The countdown to the 2019 FIFA Women’s World Cup leaves even less time for Press to do anything non-soccer related. “You’re only on the field for two hours,” states Press. “You’ve got 22 hours and you have to manage that time perfectly so that when you’re there for two hours, you’re the best that you can be.”
In preparation for the World Cup, Press believes that embracing every moment leading up to the event will build a foundation and strengthen her determination rather than letting stress take over. “You have to be ready because my experience in the last World Cup was that crazy things happened,” explains Press. “It’s never going to be the way you think it’s going to be so you have to be emotionally, physically ready for everything. And that’s a really hard thing to do, but I think we can do it. I have full belief in our team. I have full belief in myself.” Press’ fighting spirit along with her neverending determination to become better plants hope in her team and the rest of the country that will cheer them on.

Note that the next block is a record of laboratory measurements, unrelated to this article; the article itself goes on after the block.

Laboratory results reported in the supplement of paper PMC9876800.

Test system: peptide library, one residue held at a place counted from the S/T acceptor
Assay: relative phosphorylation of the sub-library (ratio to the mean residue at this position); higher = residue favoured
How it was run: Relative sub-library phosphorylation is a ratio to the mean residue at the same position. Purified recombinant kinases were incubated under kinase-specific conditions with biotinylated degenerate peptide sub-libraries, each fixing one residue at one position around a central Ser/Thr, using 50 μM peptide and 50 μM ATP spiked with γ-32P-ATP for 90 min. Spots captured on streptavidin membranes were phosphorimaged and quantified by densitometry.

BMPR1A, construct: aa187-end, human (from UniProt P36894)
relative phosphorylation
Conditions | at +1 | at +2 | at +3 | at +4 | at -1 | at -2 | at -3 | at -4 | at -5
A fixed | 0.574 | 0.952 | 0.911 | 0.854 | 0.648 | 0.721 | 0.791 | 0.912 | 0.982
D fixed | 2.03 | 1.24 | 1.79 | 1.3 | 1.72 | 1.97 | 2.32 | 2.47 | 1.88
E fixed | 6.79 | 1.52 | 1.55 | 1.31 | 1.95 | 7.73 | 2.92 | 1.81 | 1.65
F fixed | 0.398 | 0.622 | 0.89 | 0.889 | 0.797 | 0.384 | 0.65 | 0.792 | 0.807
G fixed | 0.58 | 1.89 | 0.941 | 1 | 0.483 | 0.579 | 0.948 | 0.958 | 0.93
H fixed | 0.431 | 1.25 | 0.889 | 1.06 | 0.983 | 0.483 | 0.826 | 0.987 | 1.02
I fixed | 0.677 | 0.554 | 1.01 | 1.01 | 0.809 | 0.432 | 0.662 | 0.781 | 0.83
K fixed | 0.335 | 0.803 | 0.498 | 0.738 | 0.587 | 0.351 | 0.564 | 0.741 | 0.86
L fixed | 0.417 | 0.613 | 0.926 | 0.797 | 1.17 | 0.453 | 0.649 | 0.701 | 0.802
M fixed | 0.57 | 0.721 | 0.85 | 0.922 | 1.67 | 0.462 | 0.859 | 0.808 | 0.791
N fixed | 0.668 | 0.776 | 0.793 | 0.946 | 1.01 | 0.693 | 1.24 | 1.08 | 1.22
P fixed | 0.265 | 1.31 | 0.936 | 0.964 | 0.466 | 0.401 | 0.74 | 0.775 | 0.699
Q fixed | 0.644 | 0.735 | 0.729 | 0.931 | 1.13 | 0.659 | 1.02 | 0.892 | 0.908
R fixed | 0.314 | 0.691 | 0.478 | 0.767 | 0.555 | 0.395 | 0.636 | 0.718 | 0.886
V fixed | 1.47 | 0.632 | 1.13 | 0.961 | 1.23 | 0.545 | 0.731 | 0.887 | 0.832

Despite all the national and international acclaim throughout her soccer career, Press wants to remind the younger generation that “it’s not about being famous or being successful and having the world tell you that you’re great.” Passion is what will drive you to your end goal. “I think it’s about being great for yourself and deciding that you’re perfect and beautiful and that you [can] make mistakes and that doesn’t take away from that,” emphasizes Press. “In sports, it’s such a great opportunity to learn those things and to stay focused on the process on playing… More important than being a professional athlete is doing whatever you’re passionate about. That’s what I would like the world to know. Just find your passion.” Christen Press
Native Knowledge: For anyone who visits the South Bay, Press recommends going to Manhattan Beach. Hit up Fishing With Dynamite or Two Guns [Espresso], her favorite restaurant and coffee shop, respectively. Christen Press
All Apparel Provided By: Christen Press
2225 E 28th St, Ste 511
Signal Hill, CA 90755